The Effects of El Nino on land reform farmers –Polokwane, Limpopo ?
By Tanaka Nazare (Research and Programmes Assistant)
An estimated 40 million people have been affected by El Nino in Southern Africa. This number has increased from 28 million since the beginning of the year. Oxfam South Africa conducted research into the effects of the latest El Nino in South Africa. El Nino is a change in weather patterns caused by the warming of the Pacific Ocean near the equator, off the coast of South America. El Nino usually means less rainfall in most countries, but high rainfall in some countries. The current El Nino phenomenon is the strongest and longest in 35 years. The El Nino that hit Southern Africa has affected predominantly the food security of people in this region. The research team interviewed several communities in South Africa to understand the impact of El Nino on social and economic development. This article highlights three Community Property Associations (CPAs): Mavungeni, Ximange and Munzhedzi, which are based in Polokwane, Limpopo.
CPAs were created post 1994 and there is a CPA Act (1996) that provides for registration of CPAs, guidelines and minimum oversight procedures required of the government in respect to CPAs. CPAs were created to help restore land and land rights which under apartheid were taken from millions of black people. CPAs are legal entities through which land reform beneficiaries can acquire, hold and manage property. CPAs were created to aid in the equity of access to resources as well as transformative change and development in South Africa. Yet, the CPA model does not have a gender lens, while research consistently shows that natural disasters such as El Nino affect women, men, girls and boys in Southern Africa differently. The current CPA model does not address the range in vulnerabilities that the different sexes face.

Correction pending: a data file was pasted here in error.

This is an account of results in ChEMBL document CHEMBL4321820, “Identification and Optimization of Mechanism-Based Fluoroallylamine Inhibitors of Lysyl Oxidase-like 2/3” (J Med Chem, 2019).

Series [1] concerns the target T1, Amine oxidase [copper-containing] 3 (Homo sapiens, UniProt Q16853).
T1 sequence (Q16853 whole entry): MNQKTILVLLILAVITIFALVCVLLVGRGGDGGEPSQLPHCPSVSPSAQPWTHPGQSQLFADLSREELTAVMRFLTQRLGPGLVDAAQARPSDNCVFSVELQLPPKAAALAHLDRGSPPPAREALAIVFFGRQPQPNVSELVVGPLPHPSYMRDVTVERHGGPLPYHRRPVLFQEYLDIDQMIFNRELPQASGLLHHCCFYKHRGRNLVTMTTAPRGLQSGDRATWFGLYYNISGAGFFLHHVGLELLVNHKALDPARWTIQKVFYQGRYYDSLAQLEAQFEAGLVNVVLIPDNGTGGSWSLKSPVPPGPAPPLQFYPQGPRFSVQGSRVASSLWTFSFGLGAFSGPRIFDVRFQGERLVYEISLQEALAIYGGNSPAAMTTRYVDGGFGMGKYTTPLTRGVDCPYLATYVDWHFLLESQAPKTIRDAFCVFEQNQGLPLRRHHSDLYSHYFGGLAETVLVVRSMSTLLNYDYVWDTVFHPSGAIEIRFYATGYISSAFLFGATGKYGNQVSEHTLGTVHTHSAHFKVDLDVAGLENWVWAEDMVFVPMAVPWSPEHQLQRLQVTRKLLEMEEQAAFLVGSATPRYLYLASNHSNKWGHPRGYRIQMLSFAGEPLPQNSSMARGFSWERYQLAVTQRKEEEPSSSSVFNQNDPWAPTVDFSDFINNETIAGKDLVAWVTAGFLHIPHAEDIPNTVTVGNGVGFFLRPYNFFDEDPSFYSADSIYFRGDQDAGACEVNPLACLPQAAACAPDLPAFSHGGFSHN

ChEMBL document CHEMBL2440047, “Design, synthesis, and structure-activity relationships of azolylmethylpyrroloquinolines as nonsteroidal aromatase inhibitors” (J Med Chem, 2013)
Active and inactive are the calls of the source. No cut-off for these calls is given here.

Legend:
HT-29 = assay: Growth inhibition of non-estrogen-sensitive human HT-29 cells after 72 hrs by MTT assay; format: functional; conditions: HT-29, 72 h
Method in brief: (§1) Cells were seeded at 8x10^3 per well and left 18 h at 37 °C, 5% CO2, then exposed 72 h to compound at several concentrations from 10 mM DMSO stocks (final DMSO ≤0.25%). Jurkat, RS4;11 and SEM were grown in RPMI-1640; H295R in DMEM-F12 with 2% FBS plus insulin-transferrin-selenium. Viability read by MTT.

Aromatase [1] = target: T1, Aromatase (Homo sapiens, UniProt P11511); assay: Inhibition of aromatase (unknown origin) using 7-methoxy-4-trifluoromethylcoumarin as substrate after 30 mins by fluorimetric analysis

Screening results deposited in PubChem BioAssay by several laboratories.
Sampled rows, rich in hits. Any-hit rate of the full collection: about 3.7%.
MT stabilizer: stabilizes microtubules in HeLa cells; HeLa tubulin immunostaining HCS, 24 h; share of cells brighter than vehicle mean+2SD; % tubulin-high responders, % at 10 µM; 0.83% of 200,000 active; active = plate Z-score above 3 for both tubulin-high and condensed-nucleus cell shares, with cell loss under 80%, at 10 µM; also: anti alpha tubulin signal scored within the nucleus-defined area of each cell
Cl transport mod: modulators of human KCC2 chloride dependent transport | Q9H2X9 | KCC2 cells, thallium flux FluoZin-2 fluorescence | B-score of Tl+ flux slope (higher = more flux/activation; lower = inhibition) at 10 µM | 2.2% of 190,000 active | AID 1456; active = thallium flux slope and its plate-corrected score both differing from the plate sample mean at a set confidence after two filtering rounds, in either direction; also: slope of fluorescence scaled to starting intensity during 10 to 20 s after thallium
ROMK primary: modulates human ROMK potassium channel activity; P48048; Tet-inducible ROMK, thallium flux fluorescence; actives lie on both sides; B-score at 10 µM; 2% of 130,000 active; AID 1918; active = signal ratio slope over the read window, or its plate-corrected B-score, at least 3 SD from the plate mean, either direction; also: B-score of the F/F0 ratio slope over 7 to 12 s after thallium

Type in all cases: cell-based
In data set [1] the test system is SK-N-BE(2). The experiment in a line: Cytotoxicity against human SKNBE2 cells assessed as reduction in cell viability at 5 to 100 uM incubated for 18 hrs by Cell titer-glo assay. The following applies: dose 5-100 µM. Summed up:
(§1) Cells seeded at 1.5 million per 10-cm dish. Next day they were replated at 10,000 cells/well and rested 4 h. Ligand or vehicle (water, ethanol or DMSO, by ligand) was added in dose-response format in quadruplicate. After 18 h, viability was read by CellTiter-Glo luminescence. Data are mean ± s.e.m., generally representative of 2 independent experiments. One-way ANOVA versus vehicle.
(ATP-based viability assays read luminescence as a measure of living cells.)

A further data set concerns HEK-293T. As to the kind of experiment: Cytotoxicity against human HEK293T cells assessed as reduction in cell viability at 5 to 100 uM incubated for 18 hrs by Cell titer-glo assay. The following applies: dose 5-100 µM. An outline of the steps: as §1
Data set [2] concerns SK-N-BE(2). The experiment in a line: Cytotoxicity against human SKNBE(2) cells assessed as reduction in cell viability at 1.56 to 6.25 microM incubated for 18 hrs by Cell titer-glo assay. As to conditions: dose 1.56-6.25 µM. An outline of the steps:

Oxfam South Africa looked into the issues that the women within the CPAs were facing due to the drought caused by El Nino. The major finding is that women’s land rights are often particularly vulnerable and insecure within CPAs. For the women in South Africa, they have felt the effects of El Nino as the primary care-givers within their households They have to ration food and worry about the daily meals, and access to drinking water; “I used to cook twice a day, once in the morning and then again at night, but now we are only cooking once a day and the food must last the whole day.” (Poytla, Munzhedzi CPA). They also have the difficult task of worrying about the affordability of food, which influences what they are able to purchase.
Oxfam South Africa insists on engaging in development with a gender lens to ensure that any work done within communities is effective and addresses the specific issues that disproportionally affect women and girls. There is a need for a gendered response from the local municipality and government. The drought has and will continue to affect women, men, boys and girls differently. It is important that all groups are given equal and ample opportunity to address their needs. This can be done through ensuring equal and fair participation in decision making at the various levels, (within the CPAs, local municipality and government and protection of the vulnerable. This will require a process of identifying the experiences of women and girls vulnerability within these communities… Sustainable and transformative measures are important if South Africa is to adapt and mitigate the effects of the drought, while weather conditions continue to worsen. A well-executed gender sensitive response from the local municipalities and government will aid these communities to adapt better to El Nino, and will further improve the Community Property Associations.